Watching a snail is not what you might think of as being the most exciting of human pastimes. Their slow movement is suggestive of the same kind of entertainment value as watching paint dry. Yet I found the observations described in this book strangely intriguing. The concept of 35,000 species of land snail quietly munching their way through life is mind boggling in itself. And those are just the ones we humans have bothered to document. It’s like a whole new dimension of life of which we are largely unaware – an alternative universe in which miniature beings glide about their business in the cool, moist hours of darkness, with only silver trails and neatly holed vegetables to advertise their nocturnal habits to the daytime giants with whom they share the land.
The book was recommended to me by a friend. It tells the story of a snail that was brought to the author when she was confined to bed with severe ME/CFS and describes something of the impact that this tiny being had on her life. The author makes relatively little reference to the assaults of the illness, yet her slow progress toward recovery is constantly mirrored by the leisurely movements of her companion. As time passes, she becomes increasingly attached to the snail and increasingly fascinated by its behaviour. As her health improves, this fascination leads her to research its habits.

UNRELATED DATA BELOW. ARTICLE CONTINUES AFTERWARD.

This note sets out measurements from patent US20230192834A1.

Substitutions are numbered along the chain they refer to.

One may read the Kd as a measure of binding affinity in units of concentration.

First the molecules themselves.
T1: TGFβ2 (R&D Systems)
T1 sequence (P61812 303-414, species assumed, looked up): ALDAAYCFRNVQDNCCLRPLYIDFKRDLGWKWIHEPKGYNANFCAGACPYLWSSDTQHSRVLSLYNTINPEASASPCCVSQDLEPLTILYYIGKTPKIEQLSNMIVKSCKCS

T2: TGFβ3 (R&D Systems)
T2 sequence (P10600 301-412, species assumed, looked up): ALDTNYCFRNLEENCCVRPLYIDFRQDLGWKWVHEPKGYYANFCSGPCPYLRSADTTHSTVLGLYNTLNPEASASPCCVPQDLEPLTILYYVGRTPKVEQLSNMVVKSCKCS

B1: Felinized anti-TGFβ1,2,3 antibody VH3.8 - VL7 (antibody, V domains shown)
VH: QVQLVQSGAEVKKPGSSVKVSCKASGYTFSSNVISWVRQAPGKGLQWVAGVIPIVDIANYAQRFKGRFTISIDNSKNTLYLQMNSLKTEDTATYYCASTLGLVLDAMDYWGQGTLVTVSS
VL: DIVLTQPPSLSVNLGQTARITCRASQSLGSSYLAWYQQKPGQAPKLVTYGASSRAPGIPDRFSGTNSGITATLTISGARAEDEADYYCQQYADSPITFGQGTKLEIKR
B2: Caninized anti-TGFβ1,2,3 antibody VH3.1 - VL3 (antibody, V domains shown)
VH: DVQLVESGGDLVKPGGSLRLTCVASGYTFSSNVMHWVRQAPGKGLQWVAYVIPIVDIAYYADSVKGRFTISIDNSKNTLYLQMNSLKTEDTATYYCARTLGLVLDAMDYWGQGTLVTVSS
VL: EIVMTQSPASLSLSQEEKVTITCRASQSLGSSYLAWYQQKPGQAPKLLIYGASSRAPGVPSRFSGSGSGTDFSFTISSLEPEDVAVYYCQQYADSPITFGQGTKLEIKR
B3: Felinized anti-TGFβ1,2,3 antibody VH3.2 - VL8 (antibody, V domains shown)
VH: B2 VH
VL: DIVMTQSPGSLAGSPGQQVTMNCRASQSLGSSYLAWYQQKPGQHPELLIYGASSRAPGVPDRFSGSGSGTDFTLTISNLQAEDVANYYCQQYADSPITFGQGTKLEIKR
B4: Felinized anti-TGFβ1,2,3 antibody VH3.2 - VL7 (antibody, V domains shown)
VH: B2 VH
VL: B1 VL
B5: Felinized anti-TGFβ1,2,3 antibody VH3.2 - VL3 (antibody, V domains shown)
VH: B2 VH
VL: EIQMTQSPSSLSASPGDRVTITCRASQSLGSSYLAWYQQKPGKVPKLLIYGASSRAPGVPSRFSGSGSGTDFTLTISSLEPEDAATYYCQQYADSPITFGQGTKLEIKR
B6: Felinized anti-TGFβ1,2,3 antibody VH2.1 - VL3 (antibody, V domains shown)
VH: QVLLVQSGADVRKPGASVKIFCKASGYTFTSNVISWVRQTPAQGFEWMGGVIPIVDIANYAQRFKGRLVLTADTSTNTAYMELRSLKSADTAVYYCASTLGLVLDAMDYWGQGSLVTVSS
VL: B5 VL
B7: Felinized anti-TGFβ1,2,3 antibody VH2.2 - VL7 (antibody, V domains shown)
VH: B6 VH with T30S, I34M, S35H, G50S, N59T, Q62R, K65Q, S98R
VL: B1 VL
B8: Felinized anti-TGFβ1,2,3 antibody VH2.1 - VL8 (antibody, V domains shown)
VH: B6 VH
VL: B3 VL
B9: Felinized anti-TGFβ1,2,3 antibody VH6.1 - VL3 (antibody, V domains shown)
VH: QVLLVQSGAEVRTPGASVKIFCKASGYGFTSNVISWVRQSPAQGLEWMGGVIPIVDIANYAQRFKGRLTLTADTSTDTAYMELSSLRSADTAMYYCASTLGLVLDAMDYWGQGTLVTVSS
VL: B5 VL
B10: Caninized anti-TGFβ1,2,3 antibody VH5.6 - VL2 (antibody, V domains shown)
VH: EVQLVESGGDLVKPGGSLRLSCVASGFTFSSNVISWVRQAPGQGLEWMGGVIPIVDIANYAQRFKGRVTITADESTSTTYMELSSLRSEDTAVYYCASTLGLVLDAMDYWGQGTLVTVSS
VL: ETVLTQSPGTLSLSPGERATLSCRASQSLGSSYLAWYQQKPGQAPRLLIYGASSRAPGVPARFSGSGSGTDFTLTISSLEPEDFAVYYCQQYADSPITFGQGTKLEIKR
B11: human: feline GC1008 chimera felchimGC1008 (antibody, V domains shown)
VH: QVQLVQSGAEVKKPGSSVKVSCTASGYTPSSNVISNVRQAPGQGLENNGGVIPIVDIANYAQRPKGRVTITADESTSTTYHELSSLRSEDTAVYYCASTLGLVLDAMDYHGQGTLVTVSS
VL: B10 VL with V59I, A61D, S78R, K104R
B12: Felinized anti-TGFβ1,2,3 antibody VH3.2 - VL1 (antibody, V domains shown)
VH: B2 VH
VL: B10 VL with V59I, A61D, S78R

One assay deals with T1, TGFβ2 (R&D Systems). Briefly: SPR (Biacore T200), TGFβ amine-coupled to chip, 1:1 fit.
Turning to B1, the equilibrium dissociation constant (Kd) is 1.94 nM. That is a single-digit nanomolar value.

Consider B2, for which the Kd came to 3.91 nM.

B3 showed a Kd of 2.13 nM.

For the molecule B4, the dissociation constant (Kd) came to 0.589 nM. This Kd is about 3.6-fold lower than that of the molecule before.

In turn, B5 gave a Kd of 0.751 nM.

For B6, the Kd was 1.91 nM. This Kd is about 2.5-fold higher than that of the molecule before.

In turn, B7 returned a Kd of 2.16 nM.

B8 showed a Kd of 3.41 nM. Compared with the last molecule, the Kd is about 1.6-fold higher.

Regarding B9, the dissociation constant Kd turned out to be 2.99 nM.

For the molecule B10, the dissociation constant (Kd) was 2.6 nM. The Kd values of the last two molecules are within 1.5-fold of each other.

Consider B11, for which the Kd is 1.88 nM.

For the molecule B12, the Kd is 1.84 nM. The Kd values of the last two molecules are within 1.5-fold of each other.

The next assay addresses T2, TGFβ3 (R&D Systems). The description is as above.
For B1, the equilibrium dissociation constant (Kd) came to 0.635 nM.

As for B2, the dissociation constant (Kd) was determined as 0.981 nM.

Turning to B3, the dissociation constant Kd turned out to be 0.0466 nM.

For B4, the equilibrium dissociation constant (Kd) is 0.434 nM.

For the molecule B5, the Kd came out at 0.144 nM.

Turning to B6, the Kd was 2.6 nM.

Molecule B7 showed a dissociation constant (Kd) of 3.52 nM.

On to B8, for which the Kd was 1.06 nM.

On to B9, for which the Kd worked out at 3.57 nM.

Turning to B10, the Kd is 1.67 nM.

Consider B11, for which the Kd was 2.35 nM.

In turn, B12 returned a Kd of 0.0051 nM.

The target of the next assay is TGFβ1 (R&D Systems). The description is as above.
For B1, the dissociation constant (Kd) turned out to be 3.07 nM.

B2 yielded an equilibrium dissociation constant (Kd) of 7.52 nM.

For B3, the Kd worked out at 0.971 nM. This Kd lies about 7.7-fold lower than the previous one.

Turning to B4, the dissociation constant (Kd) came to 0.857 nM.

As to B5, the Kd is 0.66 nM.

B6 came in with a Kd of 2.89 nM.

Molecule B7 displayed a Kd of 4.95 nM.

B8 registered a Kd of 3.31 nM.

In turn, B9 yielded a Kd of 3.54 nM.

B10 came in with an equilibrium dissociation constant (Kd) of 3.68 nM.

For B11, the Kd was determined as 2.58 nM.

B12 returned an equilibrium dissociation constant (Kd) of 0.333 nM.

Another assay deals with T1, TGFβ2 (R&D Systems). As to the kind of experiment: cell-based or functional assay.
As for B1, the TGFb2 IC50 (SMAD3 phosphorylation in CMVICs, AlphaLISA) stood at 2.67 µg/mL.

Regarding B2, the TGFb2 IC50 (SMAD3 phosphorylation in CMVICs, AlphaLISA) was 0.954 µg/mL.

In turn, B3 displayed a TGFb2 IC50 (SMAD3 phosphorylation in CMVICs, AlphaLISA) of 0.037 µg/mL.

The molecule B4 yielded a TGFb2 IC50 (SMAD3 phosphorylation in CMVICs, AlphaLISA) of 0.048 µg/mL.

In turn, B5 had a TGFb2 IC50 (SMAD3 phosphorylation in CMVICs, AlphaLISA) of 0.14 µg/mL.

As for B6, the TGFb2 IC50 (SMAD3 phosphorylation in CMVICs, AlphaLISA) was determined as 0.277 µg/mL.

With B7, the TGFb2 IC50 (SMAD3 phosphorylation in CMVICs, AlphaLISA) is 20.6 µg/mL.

So can a snail really be that interesting? Well, I found it so – from its 2640 teeth, through its solution to the need for dental care, to its ability to mend its own shell. It’s given me a greater appreciation for the snails that inhabit my own garden, despite their efforts to decimate the vegetable patch. Perhaps that’s partly because their slow pace of life is something with which I can identify.